In spite of its stellar looks and features, a lot of pundits have taken a ho-hum attitude to the release of Apple's (Nasdaq: AAPL ) latest iPhone because the company didn't offer a model with the one feature that they were clamoring for the most: Support for Verizon's (NYSE: VZ ) EV-DO 3G network, if not also Sprint's (NYSE: S ) . Considering how much money Apple is leaving on the table by sticking solely with AT&T (NYSE: T ) , this jaded response makes a lot of sense ... if you think that iPhone sales stop at America's borders. Take a more international view of things, and the iPhone 4 begins to look like a bigger deal -- one that could seriously extend Apple's high-end smartphone leadership over Google's (Nasdaq: GOOG ) Android in other wealthy countries.
The iPhone's international success
With a series of popular Android devices now gracing store shelves for Verizon (the Motorola (NYSE: MOT ) Droid and HTC Incredible), Sprint (the HTC EVO), and T-Mobile (the MyTouch 3G), and with research firm NPD estimating that Android phone sales surpassed iPhone sales in the U.S. in the first quarter, it's easy to think that Google has finally pulled even in its smartphone duel with Apple. But overseas, it's a whole different story. Mobile advertising firm AdMob (recently acquired by Google) estimated that while the iPhone had a modest edge over Android in phones being used within the U.S. in April (10.7 million to 8.7 million), it towered over Android elsewhere (16.7 million devices to a mere 2.9 million).
With the exception of China, Android just hasn't caught on in big overseas markets the way it has in the U.S. This is partly because it hasn't found carriers willing to lavish it with the kind of attention that it's received from Verizon and T-Mobile. And it's also because Apple, for the most part, hasn't been bogged down by the kind of exclusivity agreement it signed with AT&T. With the iPhone on an even footing in terms of carrier support, its competitive strengths -- a "first mover" advantage, an unmatched app base, iTunes, and the iPhone user interface -- have been enough to keep Google from gaining much ground, leaving it free to gobble market share from the likes of Nokia (NYSE: NOK ) .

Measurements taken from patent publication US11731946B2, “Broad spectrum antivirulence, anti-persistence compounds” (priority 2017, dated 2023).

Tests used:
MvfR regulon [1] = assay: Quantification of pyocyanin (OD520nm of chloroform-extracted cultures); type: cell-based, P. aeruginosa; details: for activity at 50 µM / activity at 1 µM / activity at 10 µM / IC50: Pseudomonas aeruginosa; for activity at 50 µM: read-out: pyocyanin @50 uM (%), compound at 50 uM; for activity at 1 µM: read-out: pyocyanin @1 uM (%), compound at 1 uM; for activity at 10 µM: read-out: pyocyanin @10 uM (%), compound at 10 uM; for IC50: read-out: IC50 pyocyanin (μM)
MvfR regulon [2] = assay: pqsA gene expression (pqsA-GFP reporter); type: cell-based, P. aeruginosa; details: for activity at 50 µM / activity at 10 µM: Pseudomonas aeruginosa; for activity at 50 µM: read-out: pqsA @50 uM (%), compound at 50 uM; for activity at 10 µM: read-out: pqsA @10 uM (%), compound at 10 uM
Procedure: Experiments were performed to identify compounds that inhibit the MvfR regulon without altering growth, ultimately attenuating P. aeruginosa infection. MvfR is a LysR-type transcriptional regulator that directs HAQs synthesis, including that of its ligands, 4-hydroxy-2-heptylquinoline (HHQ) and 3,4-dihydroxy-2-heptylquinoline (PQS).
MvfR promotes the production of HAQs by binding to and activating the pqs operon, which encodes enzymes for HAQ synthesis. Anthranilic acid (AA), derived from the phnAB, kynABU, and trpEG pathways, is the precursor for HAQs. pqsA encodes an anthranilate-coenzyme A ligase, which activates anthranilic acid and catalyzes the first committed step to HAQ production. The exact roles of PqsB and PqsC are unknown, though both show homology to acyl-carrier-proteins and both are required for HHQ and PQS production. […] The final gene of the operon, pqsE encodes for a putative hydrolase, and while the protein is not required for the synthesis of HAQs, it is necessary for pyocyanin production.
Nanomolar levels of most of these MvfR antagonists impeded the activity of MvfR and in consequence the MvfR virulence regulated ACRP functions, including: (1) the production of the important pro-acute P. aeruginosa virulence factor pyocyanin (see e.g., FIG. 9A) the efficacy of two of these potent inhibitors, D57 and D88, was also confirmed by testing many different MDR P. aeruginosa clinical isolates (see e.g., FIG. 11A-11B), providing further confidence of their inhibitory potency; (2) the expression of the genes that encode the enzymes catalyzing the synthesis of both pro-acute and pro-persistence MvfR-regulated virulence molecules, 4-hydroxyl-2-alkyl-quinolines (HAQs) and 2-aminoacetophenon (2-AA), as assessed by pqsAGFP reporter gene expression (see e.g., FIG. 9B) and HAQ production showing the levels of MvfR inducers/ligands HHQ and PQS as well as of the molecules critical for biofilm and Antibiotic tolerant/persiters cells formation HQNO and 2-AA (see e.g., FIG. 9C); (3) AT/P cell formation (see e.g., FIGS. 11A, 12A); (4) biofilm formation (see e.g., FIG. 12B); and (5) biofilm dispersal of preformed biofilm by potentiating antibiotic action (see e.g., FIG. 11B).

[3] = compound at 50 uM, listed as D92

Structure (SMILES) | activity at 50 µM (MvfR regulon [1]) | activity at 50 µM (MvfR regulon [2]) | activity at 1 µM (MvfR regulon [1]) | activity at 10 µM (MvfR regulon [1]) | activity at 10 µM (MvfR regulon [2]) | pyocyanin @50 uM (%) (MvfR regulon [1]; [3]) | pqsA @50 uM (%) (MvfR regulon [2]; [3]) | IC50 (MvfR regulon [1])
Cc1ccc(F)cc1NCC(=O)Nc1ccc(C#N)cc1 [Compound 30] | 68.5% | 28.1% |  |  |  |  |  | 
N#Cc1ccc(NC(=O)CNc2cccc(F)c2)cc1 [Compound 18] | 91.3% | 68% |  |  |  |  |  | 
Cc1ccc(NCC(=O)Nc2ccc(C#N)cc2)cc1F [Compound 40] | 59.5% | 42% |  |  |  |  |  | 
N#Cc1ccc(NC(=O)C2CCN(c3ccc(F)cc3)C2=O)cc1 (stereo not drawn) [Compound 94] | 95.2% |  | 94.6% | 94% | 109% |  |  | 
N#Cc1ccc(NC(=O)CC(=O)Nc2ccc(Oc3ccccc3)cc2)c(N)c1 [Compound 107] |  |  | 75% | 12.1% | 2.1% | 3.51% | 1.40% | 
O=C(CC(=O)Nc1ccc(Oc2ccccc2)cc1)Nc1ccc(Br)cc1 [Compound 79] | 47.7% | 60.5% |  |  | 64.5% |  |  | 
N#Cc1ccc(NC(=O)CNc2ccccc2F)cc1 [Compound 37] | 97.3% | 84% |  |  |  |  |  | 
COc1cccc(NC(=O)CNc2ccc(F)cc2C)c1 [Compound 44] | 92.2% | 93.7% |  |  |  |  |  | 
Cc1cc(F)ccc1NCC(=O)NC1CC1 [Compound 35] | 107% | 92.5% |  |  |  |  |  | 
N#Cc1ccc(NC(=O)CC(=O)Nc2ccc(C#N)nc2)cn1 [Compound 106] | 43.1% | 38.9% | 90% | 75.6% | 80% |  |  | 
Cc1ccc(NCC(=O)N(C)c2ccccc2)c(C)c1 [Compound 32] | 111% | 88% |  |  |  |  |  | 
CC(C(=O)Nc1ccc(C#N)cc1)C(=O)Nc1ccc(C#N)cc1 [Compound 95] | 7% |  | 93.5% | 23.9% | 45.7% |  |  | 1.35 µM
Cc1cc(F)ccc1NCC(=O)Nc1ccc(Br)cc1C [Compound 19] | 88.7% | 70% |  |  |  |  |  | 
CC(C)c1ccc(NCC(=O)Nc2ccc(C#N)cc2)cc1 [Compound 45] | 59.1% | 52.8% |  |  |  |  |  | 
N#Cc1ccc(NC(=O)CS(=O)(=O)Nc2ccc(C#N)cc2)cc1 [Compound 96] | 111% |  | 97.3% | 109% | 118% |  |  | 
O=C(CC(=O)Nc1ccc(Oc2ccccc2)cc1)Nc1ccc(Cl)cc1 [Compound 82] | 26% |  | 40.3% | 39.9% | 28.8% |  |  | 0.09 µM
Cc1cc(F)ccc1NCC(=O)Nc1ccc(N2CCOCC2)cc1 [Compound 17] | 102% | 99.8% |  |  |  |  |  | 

Why iPhone 4 delivers
And that's why the improvements delivered by iPhone 4 are a very big deal in overseas markets. The specs on the device -- dual cameras, a gyroscope, Apple's A4 processor, superb battery life, and a ridiculously high-resolution display -- put the new iPhone's hardware in a league of its own, at a time when Android is just beginning to make its presence felt in places like Western Europe and Japan. Throw in iPhone 4's software improvements, and Steve Jobs' latest creation will probably keep Google in also-ran status in many developed nations for at least another year.
In less wealthy countries, the story might be a little different. The iPhone's steep price tag limits its sales in these places to pockets of affluent subscribers. And that opens the door for cheaper Android phones to make headway with the masses -- as is already the case in China.
But as Apple's most recent earnings showed, the iPhone's price hasn't stopped international sales from growing like wildfire. Based on my rough calculations, Apple sold over $3.6 billion worth of iPhones outside of the U.S. in the quarter, compared with about $1.6 billion of them inside of the country. And with a new model on the way that looks like the gold standard for high-end smartphones, and no pesky AT&T exclusivity deals to get in the way, the iPhone's international sales growth is just getting warmed up.